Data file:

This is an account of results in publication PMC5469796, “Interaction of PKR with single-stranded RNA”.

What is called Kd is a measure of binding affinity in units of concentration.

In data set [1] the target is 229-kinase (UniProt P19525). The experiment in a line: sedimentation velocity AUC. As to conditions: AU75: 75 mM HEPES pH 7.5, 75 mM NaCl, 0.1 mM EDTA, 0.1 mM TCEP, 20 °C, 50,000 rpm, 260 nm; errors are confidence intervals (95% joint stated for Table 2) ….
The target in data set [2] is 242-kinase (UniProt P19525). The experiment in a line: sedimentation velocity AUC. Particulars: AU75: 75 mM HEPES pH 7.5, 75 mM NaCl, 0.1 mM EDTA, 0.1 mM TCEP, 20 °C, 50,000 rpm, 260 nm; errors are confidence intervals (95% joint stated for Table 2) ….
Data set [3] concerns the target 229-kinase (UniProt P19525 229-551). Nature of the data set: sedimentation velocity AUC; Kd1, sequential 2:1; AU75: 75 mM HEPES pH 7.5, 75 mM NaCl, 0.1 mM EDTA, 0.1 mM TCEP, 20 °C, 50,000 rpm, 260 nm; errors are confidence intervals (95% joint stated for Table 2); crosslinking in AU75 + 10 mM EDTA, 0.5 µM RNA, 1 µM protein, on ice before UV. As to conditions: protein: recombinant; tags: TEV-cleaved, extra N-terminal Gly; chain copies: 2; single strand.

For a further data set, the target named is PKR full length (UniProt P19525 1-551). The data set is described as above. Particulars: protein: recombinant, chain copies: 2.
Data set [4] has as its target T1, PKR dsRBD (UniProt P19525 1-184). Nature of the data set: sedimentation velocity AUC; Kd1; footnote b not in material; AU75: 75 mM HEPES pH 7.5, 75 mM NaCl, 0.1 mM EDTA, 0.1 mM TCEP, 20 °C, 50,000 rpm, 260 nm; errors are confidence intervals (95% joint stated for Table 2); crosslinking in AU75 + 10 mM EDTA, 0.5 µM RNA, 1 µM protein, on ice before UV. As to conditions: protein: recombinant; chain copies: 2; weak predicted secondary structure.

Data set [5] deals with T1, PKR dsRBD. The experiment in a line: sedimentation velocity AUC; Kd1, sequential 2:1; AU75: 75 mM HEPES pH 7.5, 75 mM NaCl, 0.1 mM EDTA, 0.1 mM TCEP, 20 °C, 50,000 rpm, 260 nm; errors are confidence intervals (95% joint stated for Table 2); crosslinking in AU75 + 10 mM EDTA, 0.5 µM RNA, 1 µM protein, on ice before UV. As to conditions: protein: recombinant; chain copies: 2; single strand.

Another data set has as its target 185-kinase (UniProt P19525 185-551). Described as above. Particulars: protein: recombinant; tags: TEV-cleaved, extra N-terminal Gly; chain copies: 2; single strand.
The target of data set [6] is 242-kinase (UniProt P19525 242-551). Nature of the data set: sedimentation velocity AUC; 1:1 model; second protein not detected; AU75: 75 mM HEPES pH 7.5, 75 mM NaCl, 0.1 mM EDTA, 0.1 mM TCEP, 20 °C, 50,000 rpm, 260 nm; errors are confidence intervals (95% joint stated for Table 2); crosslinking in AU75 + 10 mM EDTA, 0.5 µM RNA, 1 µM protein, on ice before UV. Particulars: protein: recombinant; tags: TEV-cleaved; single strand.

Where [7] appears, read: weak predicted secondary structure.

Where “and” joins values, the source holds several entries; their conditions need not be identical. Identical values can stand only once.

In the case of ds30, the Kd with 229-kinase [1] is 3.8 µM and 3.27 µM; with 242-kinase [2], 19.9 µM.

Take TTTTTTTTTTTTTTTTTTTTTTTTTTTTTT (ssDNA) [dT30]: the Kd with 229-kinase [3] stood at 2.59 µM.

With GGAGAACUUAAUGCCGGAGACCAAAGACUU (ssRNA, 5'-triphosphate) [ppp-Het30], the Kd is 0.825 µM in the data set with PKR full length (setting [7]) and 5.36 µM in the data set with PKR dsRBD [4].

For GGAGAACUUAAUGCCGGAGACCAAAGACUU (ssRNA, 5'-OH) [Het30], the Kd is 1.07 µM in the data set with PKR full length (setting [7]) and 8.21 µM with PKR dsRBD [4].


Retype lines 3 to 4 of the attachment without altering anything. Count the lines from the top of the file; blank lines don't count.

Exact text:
In data set [1] the target is 229-kinase (UniProt P19525). The experiment in a line: sedimentation velocity AUC. As to conditions: AU75: 75 mM HEPES pH 7.5, 75 mM NaCl, 0.1 mM EDTA, 0.1 mM TCEP, 20 °C, 50,000 rpm, 260 nm; errors are confidence intervals (95% joint stated for Table 2) ….
The target in data set [2] is 242-kinase (UniProt P19525). The experiment in a line: sedimentation velocity AUC. Particulars: AU75: 75 mM HEPES pH 7.5, 75 mM NaCl, 0.1 mM EDTA, 0.1 mM TCEP, 20 °C, 50,000 rpm, 260 nm; errors are confidence intervals (95% joint stated for Table 2) ….